Ecology and Development in the Third World

By Avijit Gupta | Go to book overview
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Development and natural vegetation

The natural vegetation of the tropics and subtropics

Three large regions of rainforest occur in the Amazon Basin, Equatorial Africa, and south and south-east Asia (Figure 2.1). Away from these areas, where rainfall decreases and becomes seasonal, the rainforest is replaced by tropical monsoon forest, tropical grassland with trees, a poorer type of tropical grassland and finally by semidesert scrubland. The vegetation outside the rainforest has been greatly destroyed, and survives only in protected or relatively inaccessible areas. In the mountains, the tropical rainforests are replaced altitudinally by mountain rainforests, subalpine forests, alpine forests, and finally, on ranges that rise beyond 3,500 m, a treeless vegetation community. Mangroves in suitable places protect the coastal environment.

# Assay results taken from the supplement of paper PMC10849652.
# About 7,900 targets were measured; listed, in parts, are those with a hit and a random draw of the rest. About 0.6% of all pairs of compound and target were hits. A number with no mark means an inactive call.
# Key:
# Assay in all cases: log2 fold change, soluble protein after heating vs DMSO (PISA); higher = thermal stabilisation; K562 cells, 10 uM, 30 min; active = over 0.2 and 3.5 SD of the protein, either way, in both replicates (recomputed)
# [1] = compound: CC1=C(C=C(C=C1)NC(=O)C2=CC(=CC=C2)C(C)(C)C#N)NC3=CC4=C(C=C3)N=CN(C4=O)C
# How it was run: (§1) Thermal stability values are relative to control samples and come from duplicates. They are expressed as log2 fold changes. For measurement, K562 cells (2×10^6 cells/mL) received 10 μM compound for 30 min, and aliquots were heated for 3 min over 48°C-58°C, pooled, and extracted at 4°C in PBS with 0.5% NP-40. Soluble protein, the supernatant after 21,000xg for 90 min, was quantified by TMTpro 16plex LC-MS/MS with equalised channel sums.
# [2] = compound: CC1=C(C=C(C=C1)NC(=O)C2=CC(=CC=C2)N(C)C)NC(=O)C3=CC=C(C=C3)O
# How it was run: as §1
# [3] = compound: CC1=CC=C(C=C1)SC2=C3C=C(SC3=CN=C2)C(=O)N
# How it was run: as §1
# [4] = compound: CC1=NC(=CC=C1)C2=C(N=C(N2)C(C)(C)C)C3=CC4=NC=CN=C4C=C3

Traditionally the inhabitants of the rainforest have been hunters and gatherers or shifting cultivators. In the latter type of livelihood, patches of the forest are cleared by cutting and burning, and crops such as yam, cassava (also called tapioca and manioc), bananas, sweet potato and fruit trees are planted. In spite of the luxuriance of the forest the soils are usually infertile, and are kept productive only by the continuous decomposition of the fallen leaves and branches. Once cleared, the productive capacity of the land decreases in a few years, weeds start to establish themselves, and the cleared plots are abandoned for newer patches. The old clearings are soon under a secondary growth of vegetation, which starts to replenish the soil with nutrients, thus permitting recultivation of the plots after a gap of years.


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